Part of Speech: Noun, proper
Meaning: The Western European epithet used in referring to Jesus of Nazareth, who was born in Bethlehem in or about 1 AD (CE) and who died some 33 years later. Christians throughout the world celebrate his resurrection from that death today.
Notes: Jesus Christ (Jesus, the Anointed) is believed by millions to be the Son of God, the Messiah predicted in the Old Testament. Millions of others believe him to be the prophet of God. Everyone agrees that Christ is the source of the Christian doctrine that has survived and is growing today. This name is the eponym of Christian, and its noun, Christianity, referring both to the doctrine preached by Christ and the collective body of all believers in that doctrine, as in world Christianity (or Christendom).
In Play: While Christians take Jesus Christ as the Messiah, the Qur'an accepts him as a prophet on a level with Moses. Jews do not accept Christ as the Messiah. So, Christians, Muslims, and Jews acknowledge the same God but differ as to the status attributed to Christ in their respective religions.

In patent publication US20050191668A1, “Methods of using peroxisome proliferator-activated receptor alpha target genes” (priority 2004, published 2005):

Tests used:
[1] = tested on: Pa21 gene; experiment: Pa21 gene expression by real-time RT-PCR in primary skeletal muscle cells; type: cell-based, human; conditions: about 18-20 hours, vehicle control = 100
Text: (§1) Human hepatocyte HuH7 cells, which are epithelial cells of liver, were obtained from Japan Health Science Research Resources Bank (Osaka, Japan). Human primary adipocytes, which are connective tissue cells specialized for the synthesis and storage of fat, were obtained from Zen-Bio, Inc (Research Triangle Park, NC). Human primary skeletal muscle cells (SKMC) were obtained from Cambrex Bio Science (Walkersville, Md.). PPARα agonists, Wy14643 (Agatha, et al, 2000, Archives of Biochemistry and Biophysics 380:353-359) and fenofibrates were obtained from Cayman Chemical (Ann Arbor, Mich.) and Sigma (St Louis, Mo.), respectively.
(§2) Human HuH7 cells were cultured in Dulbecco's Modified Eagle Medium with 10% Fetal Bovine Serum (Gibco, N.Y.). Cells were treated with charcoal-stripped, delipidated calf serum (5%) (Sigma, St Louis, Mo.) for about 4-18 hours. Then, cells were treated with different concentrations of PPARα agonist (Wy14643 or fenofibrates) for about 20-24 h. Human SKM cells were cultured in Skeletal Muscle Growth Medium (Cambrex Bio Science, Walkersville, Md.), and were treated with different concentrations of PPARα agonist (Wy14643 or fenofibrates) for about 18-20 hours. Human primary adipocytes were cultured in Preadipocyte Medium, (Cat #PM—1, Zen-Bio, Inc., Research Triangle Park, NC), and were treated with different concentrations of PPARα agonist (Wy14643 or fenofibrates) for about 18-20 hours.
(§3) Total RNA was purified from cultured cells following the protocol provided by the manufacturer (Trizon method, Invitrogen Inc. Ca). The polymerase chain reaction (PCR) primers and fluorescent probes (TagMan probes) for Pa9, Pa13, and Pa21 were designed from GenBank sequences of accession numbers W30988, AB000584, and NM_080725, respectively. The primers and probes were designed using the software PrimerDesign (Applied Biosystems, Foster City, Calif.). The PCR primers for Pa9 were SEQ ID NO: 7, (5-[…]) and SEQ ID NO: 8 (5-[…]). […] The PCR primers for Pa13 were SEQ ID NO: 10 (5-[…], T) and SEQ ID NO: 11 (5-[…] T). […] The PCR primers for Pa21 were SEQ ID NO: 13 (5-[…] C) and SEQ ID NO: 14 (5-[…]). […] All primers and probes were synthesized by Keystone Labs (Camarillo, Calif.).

Word History: The history of the epithet Christ is itself a reflection of Jesus' humble origins. The original root from which Christ is derived was the humble PIE root *ghrei- "to rub". Contracted to *ghri- and suffixed with -s it became Germanic *gris- "frighten", which underlies grisly. Suffixed with -m, it gave us grime from Old Germanic *grim "smear". In Greek it emerges as khriein "to anoint," whose past participle, khristos "anointed (one)" has been adopted in the West as a translation of Hebrew moshiakh "anointed one", which English borrowed and is pronounced Messiah today.
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